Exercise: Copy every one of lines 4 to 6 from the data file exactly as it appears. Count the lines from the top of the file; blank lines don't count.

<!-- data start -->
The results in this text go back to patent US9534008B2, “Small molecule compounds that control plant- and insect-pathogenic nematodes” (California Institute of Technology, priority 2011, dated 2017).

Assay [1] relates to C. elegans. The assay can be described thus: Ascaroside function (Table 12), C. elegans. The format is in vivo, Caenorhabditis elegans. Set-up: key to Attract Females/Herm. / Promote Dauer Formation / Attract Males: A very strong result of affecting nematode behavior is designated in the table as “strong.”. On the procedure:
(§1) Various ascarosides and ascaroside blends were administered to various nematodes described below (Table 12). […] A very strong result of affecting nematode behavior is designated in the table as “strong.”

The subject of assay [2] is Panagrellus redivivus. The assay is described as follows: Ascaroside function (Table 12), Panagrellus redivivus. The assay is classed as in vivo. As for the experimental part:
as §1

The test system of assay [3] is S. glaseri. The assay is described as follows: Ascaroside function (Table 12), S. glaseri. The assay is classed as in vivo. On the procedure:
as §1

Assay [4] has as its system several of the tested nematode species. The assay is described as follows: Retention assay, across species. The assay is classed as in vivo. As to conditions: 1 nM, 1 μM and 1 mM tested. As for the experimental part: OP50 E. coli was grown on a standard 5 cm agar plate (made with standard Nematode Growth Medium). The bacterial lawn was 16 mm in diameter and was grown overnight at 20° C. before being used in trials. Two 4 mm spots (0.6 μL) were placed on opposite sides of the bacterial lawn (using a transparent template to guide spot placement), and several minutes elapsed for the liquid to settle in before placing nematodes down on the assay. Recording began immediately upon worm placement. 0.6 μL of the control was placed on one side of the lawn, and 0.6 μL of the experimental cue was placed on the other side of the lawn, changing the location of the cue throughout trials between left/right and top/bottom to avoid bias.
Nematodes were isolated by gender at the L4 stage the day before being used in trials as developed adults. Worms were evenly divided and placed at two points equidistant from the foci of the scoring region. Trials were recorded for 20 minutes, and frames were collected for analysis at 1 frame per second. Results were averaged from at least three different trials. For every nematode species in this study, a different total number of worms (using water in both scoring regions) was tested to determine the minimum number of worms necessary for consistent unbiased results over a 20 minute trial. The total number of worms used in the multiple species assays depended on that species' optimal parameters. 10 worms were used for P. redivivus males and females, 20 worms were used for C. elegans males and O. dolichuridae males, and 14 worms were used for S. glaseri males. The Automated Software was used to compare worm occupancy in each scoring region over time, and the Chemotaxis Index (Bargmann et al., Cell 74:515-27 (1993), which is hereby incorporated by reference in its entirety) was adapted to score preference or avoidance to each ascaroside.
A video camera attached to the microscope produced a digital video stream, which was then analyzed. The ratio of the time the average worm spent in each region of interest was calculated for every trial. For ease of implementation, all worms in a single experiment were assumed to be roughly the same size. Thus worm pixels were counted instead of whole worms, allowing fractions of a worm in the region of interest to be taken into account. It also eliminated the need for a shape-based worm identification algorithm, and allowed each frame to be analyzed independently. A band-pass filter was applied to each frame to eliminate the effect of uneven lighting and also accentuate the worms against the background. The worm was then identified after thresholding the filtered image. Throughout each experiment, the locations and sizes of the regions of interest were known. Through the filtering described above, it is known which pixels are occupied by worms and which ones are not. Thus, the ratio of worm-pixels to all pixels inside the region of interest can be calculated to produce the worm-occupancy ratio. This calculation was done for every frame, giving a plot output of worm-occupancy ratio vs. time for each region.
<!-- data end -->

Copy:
The subject of assay [2] is Panagrellus redivivus. The assay is described as follows: Ascaroside function (Table 12), Panagrellus redivivus. The assay is classed as in vivo. As for the experimental part:
as §1

The test system of assay [3] is S. glaseri. The assay is described as follows: Ascaroside function (Table 12), S. glaseri. The assay is classed as in vivo. On the procedure: